What is the role of mechanical ventilation in the treatment of smoke inhalation injury?

Updated: Oct 15, 2021
  • Author: Keith A Lafferty, MD; Chief Editor: Joe Alcock, MD, MS  more...
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Answer

Mechanical ventilation may be necessary in patients with declining lung function, oxygenation levels, and ventilation. Use of positive pressure ventilation with low tidal volumes (3-5 mL/kg) and positive end-expiratory pressure (PEEP) and maintenance of plateau pressures below 30 cm water significantly increases short-term survival and is associated with decreased tracheobronchial cast formation. In fact, this treatment has been shown to increase the intensive care unit (ICU) survival rate from 29% to 62%.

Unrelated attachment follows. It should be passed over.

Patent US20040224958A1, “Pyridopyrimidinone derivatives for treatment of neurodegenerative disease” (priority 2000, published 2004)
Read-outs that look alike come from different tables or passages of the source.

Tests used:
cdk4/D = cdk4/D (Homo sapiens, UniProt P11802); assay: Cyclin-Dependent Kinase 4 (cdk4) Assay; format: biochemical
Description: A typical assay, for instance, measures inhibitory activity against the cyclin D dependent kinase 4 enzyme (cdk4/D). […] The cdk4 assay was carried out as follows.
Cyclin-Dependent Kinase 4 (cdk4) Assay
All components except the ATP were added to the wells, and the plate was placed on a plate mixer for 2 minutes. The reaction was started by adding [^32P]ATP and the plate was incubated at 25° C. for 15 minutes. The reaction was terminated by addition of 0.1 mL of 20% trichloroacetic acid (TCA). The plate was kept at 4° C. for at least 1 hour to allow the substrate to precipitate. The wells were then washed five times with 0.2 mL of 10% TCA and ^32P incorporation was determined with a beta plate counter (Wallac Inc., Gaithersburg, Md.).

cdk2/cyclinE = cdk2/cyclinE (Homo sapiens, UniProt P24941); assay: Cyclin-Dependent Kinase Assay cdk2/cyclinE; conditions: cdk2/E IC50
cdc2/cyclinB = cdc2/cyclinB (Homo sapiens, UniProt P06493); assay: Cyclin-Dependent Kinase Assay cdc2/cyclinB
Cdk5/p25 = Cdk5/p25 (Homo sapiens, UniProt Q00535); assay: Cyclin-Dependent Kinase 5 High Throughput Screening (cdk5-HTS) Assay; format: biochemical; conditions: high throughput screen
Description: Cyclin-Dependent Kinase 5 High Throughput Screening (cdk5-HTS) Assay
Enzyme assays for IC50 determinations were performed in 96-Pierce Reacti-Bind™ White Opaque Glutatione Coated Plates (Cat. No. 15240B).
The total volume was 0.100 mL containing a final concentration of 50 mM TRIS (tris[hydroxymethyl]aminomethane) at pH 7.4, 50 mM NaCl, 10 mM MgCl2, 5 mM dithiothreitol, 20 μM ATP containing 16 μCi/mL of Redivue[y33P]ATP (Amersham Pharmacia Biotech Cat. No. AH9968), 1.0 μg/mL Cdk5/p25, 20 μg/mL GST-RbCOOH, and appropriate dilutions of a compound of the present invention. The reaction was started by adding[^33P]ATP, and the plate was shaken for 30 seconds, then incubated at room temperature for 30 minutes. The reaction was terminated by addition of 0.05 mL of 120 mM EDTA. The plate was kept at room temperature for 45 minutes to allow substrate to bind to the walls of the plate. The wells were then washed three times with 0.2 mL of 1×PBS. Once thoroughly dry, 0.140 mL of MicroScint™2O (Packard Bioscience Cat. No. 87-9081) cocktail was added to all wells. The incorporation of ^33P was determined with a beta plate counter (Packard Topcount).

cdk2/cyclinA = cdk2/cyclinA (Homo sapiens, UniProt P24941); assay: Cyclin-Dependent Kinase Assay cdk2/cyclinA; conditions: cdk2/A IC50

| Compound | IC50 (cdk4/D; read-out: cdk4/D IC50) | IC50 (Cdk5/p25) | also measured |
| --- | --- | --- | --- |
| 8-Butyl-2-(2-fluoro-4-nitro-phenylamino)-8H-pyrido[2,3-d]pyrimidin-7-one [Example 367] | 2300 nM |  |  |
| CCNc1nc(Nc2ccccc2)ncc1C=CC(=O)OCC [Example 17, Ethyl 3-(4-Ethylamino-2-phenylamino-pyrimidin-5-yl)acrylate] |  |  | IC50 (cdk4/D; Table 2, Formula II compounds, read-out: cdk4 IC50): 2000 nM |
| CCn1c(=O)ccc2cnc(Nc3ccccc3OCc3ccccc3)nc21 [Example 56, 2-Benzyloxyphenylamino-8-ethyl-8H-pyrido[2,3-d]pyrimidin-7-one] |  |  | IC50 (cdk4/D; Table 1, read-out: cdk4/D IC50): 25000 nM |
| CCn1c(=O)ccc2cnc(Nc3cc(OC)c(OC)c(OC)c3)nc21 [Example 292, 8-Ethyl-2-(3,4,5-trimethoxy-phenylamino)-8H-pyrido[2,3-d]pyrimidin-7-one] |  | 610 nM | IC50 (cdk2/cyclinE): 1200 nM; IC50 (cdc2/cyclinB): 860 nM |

PEEP may assist in opening obstructed closed alveoli and help ventilation in those patients with poor compliance by increasing functional residual capacity. Ideally, PEEP stents alveoli open, preventing the atelectasis and alveolar flooding that can result from surfactant dysfunction, increasing interstitial fluid, and third-spacing. [55]

High-frequency percussive ventilation (HFPV), while not as commonly used in the ED, is considered standard therapy in many burn centers. HFPV generates pulsatile flow at up to 600 cycles per minute, which entrains the humidified gas by its effect on molecular diffusion. It can improve clearance of airway secretions and allow continued patency of the lower airways. In patients with inhalation injury and burns involving less than 40% of total body surface area, HFPV decreases both morbidity and mortality. [55, 56, 57]


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